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Revealed: How Elon Musk's space vision took us to Mars, and back home again

SpaceX will use a commercial, Earth-based model of its transport systems to fund interplanetary exploration

Sarah Keenihan | The Conversation 

LOOKING INTO THE FUTURE: Elon Musk, founder, CEO and lead designer at SpaceX and co-founder of Tesla, checks out the SpaceX Hyperloop Pod. His concept rocketship, code-named BFR, will be able to complete a journey from New York to Shanghai in about 3
File photo. Elon Musk checks out the SpaceX Hyperloop Pod. 

In front of a huge SpaceX multimedia slide presentation, the company’s founder today said that in 2022 he will send cargo missions to Mars, and manned missions by 2024.

We’ve already started building the systems. Five years seems like a long time to me.“

Just a few hours earlier, Lockheed Martin unveiled its highly anticipated lander, the newest element of its Base Camp Deep Space Transport program enabled by NASA’s exploration vision. The company hopes to use it "in about a decade”.

Both groups were attending the 2017 International Astronautical Congress in Adelaide, South Australia.

But how important is it when big names come to scientific conferences and describe their big vision projects? Would it matter if they didn’t show up?

“I have been ‘doing’ for about 15 years, and I know that my colleagues of all ages involved in research would carry on regardless – itself is the inspiration,” said University of SA Associate Professor Graziella Caprarelli.

“But somebody with the vision and drive of will certainly be inspirational to younger generations and generate more interest in the topic across broader sections of the public.”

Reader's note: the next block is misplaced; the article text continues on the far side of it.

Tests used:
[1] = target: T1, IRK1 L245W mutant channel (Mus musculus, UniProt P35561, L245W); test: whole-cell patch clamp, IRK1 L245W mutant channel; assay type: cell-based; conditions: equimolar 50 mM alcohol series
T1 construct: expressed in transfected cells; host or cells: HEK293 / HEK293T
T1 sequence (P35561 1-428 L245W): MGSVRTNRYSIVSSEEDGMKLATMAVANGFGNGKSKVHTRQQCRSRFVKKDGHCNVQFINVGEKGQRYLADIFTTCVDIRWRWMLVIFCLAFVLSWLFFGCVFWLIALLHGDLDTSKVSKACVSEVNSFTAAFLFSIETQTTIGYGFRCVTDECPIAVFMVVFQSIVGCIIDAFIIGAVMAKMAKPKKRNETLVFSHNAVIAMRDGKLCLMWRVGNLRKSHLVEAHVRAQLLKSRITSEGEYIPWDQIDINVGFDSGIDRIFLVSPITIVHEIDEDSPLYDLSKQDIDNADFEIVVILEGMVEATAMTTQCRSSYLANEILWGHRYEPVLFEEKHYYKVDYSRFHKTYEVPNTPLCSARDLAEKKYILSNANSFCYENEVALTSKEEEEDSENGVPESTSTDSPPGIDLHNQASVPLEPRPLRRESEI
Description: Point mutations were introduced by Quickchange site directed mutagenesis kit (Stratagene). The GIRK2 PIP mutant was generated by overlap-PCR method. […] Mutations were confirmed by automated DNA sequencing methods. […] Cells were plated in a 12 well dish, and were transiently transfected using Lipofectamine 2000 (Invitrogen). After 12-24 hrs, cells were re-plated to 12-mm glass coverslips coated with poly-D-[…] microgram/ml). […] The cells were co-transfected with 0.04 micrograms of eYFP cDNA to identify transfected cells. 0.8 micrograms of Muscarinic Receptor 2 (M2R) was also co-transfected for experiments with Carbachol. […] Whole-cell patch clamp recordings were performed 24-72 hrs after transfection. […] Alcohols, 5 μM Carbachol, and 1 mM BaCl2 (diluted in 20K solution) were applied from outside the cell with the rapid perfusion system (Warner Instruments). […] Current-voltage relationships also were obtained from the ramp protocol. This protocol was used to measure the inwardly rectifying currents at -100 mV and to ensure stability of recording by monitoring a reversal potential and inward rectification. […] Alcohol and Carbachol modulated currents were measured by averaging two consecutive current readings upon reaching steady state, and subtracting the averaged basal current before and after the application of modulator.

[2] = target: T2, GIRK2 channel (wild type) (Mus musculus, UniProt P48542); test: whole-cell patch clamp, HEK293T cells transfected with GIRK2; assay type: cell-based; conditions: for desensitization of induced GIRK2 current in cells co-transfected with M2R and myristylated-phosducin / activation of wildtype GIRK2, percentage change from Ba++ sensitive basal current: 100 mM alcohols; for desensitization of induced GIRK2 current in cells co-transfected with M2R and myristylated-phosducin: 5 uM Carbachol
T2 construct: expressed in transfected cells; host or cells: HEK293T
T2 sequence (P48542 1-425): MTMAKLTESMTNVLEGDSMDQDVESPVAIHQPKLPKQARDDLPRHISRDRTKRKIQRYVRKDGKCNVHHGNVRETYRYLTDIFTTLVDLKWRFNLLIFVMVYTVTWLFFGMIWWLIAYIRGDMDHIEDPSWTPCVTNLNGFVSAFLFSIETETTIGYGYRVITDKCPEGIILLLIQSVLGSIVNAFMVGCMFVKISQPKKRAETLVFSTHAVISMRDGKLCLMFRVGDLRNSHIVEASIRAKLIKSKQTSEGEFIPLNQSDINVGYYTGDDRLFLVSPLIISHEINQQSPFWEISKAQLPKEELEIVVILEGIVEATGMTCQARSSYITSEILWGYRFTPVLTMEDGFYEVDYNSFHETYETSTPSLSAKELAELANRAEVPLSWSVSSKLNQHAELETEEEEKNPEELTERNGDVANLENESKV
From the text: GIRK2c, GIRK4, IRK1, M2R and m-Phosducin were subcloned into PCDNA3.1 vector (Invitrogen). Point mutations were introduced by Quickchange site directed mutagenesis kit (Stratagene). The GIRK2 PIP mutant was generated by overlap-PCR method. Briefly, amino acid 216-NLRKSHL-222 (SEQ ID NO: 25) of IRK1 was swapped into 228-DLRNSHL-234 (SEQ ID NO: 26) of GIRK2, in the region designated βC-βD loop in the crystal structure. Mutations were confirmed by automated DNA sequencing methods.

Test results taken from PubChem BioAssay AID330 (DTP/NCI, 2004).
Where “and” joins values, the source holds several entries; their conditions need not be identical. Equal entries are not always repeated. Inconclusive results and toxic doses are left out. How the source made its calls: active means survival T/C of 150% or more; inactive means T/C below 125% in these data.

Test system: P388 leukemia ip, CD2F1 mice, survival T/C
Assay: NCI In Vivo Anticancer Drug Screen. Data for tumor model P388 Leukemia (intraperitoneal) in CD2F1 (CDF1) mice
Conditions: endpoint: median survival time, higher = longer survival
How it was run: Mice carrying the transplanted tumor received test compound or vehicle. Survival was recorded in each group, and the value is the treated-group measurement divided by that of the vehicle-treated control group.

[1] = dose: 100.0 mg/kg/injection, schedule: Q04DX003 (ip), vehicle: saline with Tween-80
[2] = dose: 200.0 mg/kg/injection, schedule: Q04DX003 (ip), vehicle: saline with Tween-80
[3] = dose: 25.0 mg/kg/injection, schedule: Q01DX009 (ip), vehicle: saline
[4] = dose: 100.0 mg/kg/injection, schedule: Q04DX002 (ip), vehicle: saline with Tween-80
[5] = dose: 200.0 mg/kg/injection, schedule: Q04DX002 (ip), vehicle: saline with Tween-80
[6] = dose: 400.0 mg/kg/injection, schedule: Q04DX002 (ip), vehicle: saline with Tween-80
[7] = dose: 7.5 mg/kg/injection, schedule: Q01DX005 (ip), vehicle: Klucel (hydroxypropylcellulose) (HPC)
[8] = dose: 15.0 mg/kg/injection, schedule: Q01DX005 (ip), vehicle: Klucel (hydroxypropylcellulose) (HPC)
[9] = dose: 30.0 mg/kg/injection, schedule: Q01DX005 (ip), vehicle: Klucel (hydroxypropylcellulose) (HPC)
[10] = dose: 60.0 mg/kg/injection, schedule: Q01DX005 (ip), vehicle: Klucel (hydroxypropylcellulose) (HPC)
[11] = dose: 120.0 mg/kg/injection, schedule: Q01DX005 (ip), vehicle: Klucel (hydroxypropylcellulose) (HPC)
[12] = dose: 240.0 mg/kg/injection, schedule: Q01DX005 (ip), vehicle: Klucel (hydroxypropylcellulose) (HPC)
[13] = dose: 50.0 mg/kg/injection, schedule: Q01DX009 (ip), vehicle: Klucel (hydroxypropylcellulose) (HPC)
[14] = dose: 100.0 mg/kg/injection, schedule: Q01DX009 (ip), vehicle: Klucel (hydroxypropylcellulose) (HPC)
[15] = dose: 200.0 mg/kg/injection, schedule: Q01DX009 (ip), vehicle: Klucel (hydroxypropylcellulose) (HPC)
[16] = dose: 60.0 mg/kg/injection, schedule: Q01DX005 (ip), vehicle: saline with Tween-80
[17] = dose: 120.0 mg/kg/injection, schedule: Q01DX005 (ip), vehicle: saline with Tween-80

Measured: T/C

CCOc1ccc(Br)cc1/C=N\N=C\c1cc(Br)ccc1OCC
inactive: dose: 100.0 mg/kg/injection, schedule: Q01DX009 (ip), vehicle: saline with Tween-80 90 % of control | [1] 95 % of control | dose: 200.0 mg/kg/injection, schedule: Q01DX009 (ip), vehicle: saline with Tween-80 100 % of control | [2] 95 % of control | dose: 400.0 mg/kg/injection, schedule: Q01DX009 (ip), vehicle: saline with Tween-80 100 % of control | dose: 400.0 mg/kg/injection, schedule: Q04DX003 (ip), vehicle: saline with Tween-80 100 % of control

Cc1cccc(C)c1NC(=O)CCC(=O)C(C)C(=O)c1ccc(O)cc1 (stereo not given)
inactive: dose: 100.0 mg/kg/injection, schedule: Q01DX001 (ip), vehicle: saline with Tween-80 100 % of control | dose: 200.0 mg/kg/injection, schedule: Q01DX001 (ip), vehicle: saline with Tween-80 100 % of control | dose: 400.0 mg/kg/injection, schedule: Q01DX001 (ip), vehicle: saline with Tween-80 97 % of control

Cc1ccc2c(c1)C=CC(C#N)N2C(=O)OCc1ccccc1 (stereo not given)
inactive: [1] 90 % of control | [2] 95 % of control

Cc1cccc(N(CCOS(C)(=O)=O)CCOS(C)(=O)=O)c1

Postdoctoral researcher Eriita Jones, a colleague of Caprarelli’s, agrees.

“Seeing money being injected into space, and particularly planetary exploration definitely encourages me to be hopeful about career opportunities in the future,” she said.

“Those of us in the research field are blessed both with a wealth of data from the many successful missions to the planet (NASA, ESA and others), and with a generally high level of public engagement with our research.”

Jones said it was exciting to see entrepreneurs like Musk championing the importance of exploration.

Caprarelli said activities do rely on a scientific foundation.

“The success of the Falcon 9 rocket program is proof - it does not happen by chance,” she said.

“I have met team members who come to our scientific meetings to engage with scientists, and sometime propose collaborations.”

But many challenges still remain.

“Can we provide sufficient resources to support an initial human presence on the surface?” asks Jones.

“Can we transport humans from safely back to if they wish to return? And, what are the ethical implications of placing consenting human beings in such a high-risk scenario while all of planet watches on?”

Other considerations include the risk of contaminating the environment with biology, which may undermine future experiments conducted on Mars, particularly our ability to answer the question of whether life ever arose or currently exists on Mars, said Jones.

Another big question is budget.

Musk opened his presentation with a statement on the project,

I think we’ve figured out how to pay for it.

The room laughed.

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But then he came full circle after 50 minutes of sotto voce technical details. Musk finished his presentation with a new vision.

If you can build a ship that’s capable of going to Mars, then what if you take that ship and use it on Most long distance trips around the world can be completed in less than 30 minutes.

will use a commercial, Earth-based model of its transport systems to fund interplanetary exploration.

Sydney to New York in half an hour? That was a vision the IAC2017 audience loved.

Sarah Keenihan, Section Editor, Science and Technology, The Conversation

This article was originally published on The Conversation. Read the original article.

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First Published: Mon, October 02 2017. 09:20 IST